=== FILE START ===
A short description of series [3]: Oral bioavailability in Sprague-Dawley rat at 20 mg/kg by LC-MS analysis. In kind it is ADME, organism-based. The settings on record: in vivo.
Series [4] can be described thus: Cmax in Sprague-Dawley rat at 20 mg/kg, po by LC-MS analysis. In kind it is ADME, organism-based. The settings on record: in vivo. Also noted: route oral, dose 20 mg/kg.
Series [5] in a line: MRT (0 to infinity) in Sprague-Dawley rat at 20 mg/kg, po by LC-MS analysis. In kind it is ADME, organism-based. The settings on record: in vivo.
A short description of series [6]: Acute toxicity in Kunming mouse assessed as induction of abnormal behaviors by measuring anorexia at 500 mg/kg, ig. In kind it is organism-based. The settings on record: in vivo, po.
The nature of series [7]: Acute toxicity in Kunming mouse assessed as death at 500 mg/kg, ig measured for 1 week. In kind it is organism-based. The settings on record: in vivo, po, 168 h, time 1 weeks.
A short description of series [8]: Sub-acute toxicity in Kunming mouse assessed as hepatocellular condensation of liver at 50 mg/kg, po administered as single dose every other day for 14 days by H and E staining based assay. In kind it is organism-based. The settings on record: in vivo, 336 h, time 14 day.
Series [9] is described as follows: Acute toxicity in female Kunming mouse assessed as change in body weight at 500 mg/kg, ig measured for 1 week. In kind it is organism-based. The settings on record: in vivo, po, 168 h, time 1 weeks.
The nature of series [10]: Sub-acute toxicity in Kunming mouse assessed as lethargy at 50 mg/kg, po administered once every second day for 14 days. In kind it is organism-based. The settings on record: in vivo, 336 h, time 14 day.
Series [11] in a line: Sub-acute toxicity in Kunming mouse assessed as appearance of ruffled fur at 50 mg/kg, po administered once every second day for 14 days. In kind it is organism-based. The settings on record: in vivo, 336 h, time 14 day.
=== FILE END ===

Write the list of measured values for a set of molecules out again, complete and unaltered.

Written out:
A short description of series [3]: Oral bioavailability in Sprague-Dawley rat at 20 mg/kg by LC-MS analysis. In kind it is ADME, organism-based. The settings on record: in vivo.
Series [4] can be described thus: Cmax in Sprague-Dawley rat at 20 mg/kg, po by LC-MS analysis. In kind it is ADME, organism-based. The settings on record: in vivo. Also noted: route oral, dose 20 mg/kg.
Series [5] in a line: MRT (0 to infinity) in Sprague-Dawley rat at 20 mg/kg, po by LC-MS analysis. In kind it is ADME, organism-based. The settings on record: in vivo.
A short description of series [6]: Acute toxicity in Kunming mouse assessed as induction of abnormal behaviors by measuring anorexia at 500 mg/kg, ig. In kind it is organism-based. The settings on record: in vivo, po.
The nature of series [7]: Acute toxicity in Kunming mouse assessed as death at 500 mg/kg, ig measured for 1 week. In kind it is organism-based. The settings on record: in vivo, po, 168 h, time 1 weeks.
A short description of series [8]: Sub-acute toxicity in Kunming mouse assessed as hepatocellular condensation of liver at 50 mg/kg, po administered as single dose every other day for 14 days by H and E staining based assay. In kind it is organism-based. The settings on record: in vivo, 336 h, time 14 day.
Series [9] is described as follows: Acute toxicity in female Kunming mouse assessed as change in body weight at 500 mg/kg, ig measured for 1 week. In kind it is organism-based. The settings on record: in vivo, po, 168 h, time 1 weeks.
The nature of series [10]: Sub-acute toxicity in Kunming mouse assessed as lethargy at 50 mg/kg, po administered once every second day for 14 days. In kind it is organism-based. The settings on record: in vivo, 336 h, time 14 day.
Series [11] in a line: Sub-acute toxicity in Kunming mouse assessed as appearance of ruffled fur at 50 mg/kg, po administered once every second day for 14 days. In kind it is organism-based. The settings on record: in vivo, 336 h, time 14 day.